Last Updated: Friday - 09/24/2010
June 21, 2010
Church press called to evangelize – Smith
Catholic media, bishops must be seen to be united, he says
WESTERN CATHOLIC REPORTER
NEW ORLEANS - The role of the Catholic press needs to be understood in the context of the Church's core mission of evangelization, Edmonton Archbishop Richard Smith told Catholic journalists and communicators.
Bishops and the Catholic press need to collaborate to fulfill that evangelizing mission, Smith said at a panel session June 4 at the annual Catholic Media Convention.
"It is when the Church is united and seen to be united in all its branches that we are effectively contributing to the mission of evangelization," he said.
Smith was invited to participate on the panel because of his role as vice president of the Canadian Conference of Catholic Bishops and chair of the CCCB's communications commission.
Other bishops on the panel were Archbishop Gregory Aymond of New Orleans and Bishops Thomas Doran of Rockford, Ill., and Ronald Herzog of Alexandria, La.
Archbishop Claudio Celli, president of the Pontifical Council for Social Communications, also attended and spoke at the end of session.
The overall theme of the discussion was: "What does it mean to be a faithful Catholic media organization in the 21st century?"
The session, the first of its kind, was on the last day of the convention, sponsored by the Catholic Press Association and the Catholic Academy for Communication Arts Professionals.
Smith said the Western Catholic Reporter "has historically operated and operated very well at arms length from the archbishop."
But people sometimes ask him, he said, that since he is the WCR's publisher, why do some stories get into the newspaper that do not necessarily reflect the Church's views.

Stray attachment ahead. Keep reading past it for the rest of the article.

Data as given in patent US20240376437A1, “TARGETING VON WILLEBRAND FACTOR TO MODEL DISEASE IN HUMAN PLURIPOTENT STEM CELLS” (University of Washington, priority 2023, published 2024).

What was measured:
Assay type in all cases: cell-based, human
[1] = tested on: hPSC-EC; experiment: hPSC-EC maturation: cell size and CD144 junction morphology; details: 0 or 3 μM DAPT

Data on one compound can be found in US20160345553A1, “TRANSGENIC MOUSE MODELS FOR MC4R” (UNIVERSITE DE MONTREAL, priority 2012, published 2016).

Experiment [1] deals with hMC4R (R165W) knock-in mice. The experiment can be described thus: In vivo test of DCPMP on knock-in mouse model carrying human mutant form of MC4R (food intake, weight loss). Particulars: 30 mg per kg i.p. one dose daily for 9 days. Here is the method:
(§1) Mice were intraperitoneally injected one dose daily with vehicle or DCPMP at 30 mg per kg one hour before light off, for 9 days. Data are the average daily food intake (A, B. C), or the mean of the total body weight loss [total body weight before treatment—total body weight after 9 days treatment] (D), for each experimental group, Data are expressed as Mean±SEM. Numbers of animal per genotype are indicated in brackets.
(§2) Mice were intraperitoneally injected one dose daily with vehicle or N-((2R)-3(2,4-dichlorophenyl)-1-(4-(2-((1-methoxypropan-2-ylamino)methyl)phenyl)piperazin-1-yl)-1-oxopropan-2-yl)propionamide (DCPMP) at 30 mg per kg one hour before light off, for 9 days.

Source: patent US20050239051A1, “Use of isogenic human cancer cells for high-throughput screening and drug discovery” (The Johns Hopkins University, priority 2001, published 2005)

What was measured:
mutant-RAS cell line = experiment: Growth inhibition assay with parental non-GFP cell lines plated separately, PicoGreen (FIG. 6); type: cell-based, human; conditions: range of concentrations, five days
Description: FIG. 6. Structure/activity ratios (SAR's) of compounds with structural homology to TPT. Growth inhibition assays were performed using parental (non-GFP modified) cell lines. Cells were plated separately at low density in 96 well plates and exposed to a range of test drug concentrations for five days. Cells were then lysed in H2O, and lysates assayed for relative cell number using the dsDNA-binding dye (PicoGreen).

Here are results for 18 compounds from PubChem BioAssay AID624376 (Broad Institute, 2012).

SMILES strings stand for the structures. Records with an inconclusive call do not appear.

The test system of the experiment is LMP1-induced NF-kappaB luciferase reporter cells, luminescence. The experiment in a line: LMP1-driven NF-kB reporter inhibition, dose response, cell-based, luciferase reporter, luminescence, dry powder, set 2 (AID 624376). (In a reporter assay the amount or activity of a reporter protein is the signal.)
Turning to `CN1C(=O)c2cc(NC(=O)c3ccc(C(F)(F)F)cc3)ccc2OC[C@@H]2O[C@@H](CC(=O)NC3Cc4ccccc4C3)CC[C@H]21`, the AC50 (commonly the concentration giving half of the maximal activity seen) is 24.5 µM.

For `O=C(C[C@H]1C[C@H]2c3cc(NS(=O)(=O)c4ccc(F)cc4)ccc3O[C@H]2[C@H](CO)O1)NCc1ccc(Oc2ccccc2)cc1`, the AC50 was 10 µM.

Catholics expect that the newspaper and the bishop "will work together for the common mission," he said. "Our people expect that and our people need that."
Aymond said both bishops and communicators need to be committed to an honest dialogue. "By disagreeing in a respectful way, we can come to a better understanding of our mission and the mission of the Church," he said.
"There does need to be a certain level of autonomy between the bishop and the publisher that has to be respected."
Aymond also pointed to a distinction between reporting the news and handing on Church teaching. The Catholic press has the ability to help bishops inform people's consciences.
The Catholic press is "an important dimension of evangelization and catechesis" and it should receive the resources it needs to do its job, he said. "If we want to be in polite competition (with secular media), we need to do it well."
Smith noted that financing cannot be separated from the issue of autonomy. The five per cent parish assessment to support the WCR in the Edmonton Archdiocese is "a significant amount."
Some people ask, "If we are paying for this paper, why do we not have some say in what goes into the paper?"
The financial issue "introduces a tension and at times a frustration that everybody needs to be aware of," he said.
Bishop Doran said if the Catholic press is a priority for the Church, its window on the world and its public face, "then we have to spend what's necessary."
PLACE FOR DIALOGUE
Archbishop Celli said Catholic media must not only provide Church teaching, but also a place for dialogue. It can be a place for the Church to perceive what people have in their hearts and how they are searching for God.
Catholic media can also be the place in the temple where the People of God meet with non-believers, Celli said. The media can be clear about what the Church stands for, but at the same time receive people with open arms without judging.
Catholic media, he said, can provide an image of the Church that is "a passionate Church for the men of today."
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